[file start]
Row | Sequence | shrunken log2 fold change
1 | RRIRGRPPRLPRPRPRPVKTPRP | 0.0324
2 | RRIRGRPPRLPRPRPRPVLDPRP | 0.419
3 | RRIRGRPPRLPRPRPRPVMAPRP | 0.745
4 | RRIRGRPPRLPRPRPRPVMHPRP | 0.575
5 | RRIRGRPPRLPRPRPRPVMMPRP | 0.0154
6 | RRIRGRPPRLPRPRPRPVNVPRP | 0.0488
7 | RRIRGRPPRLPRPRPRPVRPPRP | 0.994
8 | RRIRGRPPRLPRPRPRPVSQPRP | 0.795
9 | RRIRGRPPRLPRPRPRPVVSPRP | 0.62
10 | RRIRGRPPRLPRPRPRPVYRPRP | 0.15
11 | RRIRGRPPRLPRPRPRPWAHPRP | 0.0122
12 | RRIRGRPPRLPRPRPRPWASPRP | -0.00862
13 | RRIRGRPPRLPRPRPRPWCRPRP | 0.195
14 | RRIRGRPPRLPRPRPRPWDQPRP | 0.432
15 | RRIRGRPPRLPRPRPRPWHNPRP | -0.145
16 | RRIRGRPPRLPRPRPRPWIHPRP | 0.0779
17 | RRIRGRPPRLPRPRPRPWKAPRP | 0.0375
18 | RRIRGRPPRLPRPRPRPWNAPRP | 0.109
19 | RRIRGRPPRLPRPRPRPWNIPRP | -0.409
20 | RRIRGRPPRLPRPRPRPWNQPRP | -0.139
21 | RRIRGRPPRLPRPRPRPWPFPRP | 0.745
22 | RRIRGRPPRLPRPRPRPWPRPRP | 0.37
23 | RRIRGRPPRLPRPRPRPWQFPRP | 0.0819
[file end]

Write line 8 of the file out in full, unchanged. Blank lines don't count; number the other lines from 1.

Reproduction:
7 | RRIRGRPPRLPRPRPRPVRPPRP | 0.994